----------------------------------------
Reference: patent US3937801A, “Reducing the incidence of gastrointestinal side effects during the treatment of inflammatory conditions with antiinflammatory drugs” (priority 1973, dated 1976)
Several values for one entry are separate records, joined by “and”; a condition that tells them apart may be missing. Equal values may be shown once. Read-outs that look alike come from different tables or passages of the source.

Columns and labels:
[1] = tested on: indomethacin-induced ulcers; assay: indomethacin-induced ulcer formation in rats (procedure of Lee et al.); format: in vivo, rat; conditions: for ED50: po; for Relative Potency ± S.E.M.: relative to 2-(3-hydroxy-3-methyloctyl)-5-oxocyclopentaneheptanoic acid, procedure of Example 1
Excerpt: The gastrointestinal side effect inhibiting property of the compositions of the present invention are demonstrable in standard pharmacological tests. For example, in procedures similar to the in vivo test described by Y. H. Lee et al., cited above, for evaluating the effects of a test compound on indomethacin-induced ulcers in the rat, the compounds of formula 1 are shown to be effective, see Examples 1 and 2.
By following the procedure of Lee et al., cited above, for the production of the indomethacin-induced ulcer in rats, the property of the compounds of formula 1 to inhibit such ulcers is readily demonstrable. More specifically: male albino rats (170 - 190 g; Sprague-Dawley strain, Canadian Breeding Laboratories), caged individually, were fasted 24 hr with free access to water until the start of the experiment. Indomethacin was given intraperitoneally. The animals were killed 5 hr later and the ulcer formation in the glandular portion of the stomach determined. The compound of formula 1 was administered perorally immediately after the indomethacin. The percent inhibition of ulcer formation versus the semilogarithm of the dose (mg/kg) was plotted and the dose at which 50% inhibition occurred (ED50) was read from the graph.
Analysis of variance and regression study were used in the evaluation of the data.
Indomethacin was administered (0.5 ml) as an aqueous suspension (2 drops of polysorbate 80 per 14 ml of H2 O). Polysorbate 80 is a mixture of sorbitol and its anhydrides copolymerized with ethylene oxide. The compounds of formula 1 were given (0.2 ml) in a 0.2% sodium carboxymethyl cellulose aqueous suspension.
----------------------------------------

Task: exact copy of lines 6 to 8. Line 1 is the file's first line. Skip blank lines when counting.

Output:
By following the procedure of Lee et al., cited above, for the production of the indomethacin-induced ulcer in rats, the property of the compounds of formula 1 to inhibit such ulcers is readily demonstrable. More specifically: male albino rats (170 - 190 g; Sprague-Dawley strain, Canadian Breeding Laboratories), caged individually, were fasted 24 hr with free access to water until the start of the experiment. Indomethacin was given intraperitoneally. The animals were killed 5 hr later and the ulcer formation in the glandular portion of the stomach determined. The compound of formula 1 was administered perorally immediately after the indomethacin. The percent inhibition of ulcer formation versus the semilogarithm of the dose (mg/kg) was plotted and the dose at which 50% inhibition occurred (ED50) was read from the graph.
Analysis of variance and regression study were used in the evaluation of the data.
Indomethacin was administered (0.5 ml) as an aqueous suspension (2 drops of polysorbate 80 per 14 ml of H2 O). Polysorbate 80 is a mixture of sorbitol and its anhydrides copolymerized with ethylene oxide. The compounds of formula 1 were given (0.2 ml) in a 0.2% sodium carboxymethyl cellulose aqueous suspension.